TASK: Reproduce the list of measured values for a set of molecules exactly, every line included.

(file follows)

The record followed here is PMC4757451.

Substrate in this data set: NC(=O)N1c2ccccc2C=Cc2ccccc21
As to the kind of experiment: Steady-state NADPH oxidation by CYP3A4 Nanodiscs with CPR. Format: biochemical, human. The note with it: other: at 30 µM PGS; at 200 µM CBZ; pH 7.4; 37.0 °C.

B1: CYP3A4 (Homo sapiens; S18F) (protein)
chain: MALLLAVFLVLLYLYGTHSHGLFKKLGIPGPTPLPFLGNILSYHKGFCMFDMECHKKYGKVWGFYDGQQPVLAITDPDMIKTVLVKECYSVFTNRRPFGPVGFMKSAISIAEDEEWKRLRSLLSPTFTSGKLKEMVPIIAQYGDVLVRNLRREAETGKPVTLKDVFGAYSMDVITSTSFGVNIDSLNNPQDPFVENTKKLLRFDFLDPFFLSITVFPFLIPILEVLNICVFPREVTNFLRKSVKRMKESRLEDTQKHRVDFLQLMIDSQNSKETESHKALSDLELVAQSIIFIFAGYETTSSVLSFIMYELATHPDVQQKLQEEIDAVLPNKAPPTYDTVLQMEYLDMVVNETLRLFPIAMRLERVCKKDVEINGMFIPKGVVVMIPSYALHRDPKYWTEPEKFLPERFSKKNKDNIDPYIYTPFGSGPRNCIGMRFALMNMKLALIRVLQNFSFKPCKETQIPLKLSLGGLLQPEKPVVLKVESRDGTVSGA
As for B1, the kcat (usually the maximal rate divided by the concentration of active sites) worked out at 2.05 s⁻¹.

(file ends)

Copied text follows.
The record followed here is PMC4757451.

Substrate in this data set: NC(=O)N1c2ccccc2C=Cc2ccccc21
As to the kind of experiment: Steady-state NADPH oxidation by CYP3A4 Nanodiscs with CPR. Format: biochemical, human. The note with it: other: at 30 µM PGS; at 200 µM CBZ; pH 7.4; 37.0 °C.

B1: CYP3A4 (Homo sapiens; S18F) (protein)
chain: MALLLAVFLVLLYLYGTHSHGLFKKLGIPGPTPLPFLGNILSYHKGFCMFDMECHKKYGKVWGFYDGQQPVLAITDPDMIKTVLVKECYSVFTNRRPFGPVGFMKSAISIAEDEEWKRLRSLLSPTFTSGKLKEMVPIIAQYGDVLVRNLRREAETGKPVTLKDVFGAYSMDVITSTSFGVNIDSLNNPQDPFVENTKKLLRFDFLDPFFLSITVFPFLIPILEVLNICVFPREVTNFLRKSVKRMKESRLEDTQKHRVDFLQLMIDSQNSKETESHKALSDLELVAQSIIFIFAGYETTSSVLSFIMYELATHPDVQQKLQEEIDAVLPNKAPPTYDTVLQMEYLDMVVNETLRLFPIAMRLERVCKKDVEINGMFIPKGVVVMIPSYALHRDPKYWTEPEKFLPERFSKKNKDNIDPYIYTPFGSGPRNCIGMRFALMNMKLALIRVLQNFSFKPCKETQIPLKLSLGGLLQPEKPVVLKVESRDGTVSGA
As for B1, the kcat (usually the maximal rate divided by the concentration of active sites) worked out at 2.05 s⁻¹.